What to Do After Buying a Used Computer
(Editor’s note: This post has been updated since publication.)
Whether it’s a Craigslist purchase, an Ebay find, or a bargain from a friend, there are a few basic steps you should take before calling a used computer your own.
Check Inside the Case
First, determine whether or not you need to clean the computer. You’re probably going to want to clean the computer eventually, but if it’s very dirty you should clean it before turning it on. If the computer is not too dirty to affect its performance, go ahead and boot it up before anything else. This will determine whether or not it’s in working order, and will remove all doubt from your mind that you could have damaged it while cleaning it in case it doesn’t work correctly. However, if the computer is dirty enough that it could be damaged by being powered on, clean it first. This includes scenarios like spiders, dust in fans, or anything that could damage the fans, prevent proper cooling, or cause an electrical short.
To clean the computer, you’re going to need some basic tools. A must-have is compressed air, and the cans sold at electronics stores are perfect for this. Alternatively, you can use an outdoor industrial compressor, but keep in mind that water can condense in the hose and that the high-pressure air from a compressor can damage internal components if you’re not careful. Never blow air directly into fans, as you can force dust into their bearings or cause them to exceed their maximum rotation speed. Also, don’t blow high-pressure air at right angles to cards or chips that could be blown out of their slots.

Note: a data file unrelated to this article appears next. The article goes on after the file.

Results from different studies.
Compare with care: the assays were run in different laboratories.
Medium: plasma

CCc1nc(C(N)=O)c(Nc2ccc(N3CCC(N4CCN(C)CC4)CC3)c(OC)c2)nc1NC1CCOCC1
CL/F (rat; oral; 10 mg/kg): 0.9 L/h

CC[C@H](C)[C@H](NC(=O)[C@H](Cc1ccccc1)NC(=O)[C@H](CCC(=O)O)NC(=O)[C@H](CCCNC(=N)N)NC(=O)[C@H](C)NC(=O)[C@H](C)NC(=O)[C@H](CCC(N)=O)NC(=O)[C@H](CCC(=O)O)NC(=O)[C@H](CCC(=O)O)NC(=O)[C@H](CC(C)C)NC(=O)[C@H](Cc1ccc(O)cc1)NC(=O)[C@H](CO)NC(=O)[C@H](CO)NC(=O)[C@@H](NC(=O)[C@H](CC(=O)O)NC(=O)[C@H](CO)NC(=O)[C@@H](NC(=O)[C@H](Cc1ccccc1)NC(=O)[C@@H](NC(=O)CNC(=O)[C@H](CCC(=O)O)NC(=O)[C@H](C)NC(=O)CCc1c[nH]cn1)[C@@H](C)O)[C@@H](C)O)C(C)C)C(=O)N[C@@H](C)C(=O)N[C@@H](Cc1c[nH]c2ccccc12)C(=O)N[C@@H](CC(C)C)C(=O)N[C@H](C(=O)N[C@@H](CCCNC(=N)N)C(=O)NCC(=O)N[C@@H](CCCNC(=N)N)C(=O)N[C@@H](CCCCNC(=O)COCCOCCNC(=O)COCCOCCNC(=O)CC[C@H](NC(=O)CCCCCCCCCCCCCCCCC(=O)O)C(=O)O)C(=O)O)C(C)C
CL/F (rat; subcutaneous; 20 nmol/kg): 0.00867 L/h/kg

You should also have a damp, clean cloth. You won’t want to use it inside the computer case due to the potential for static discharge, but you can you it on the outside of the case and on the screen if it’s a laptop. Microfiber cloths are also excellent for screens since the material is soft enough not to scratch.
Finally, when you first power on the computer, pay careful attention to what the it does and what noises it makes. If you hear bad noises, don’t ignore them — it might be a sign that fans are failing or that a cable is stuck in a fan. Take note of what software is on the computer: If it has an operating system already installed, scrutinize it carefullyy to make sure it’s a fresh install, that it’s up to date, and there are no viruses.
Watch Out For Viruses and Spyware
I don’t recommend connecting the computer to the Internet unless you’re certain what condition the software is in. You’re probably not going to need to use the Internet while you’re checking how the computer is running, and if Windows is installed and hasn’t been updated for a while it could mean security holes. Also, if it’s Windows, you should make sure the computer has an antivirus program before going on the Internet.
I also don’t recommend using an old installation of an operating system that someone else has already used. The potential for junk software, viruses, and old files is notable, and if you’re planning to make the computer your main machine you will probably want to start fresh. If you’ve bought the computer from someone you don’t know, there is also the potential that they could have installed a virus before selling you the computer. Think automated webcam recording and keyloggers. A clean install of the operating system is always a good way to start.
Test the Hardware
Once you’ve got the computer clean and the operating system ready, you should be good to go. Running programs like Memtest86 or IntelBurnTest can be a good idea if you suspect hardware issues, and you should watch the temperatures to make sure the computer does not overheat. After that, it should just be routine maintenance.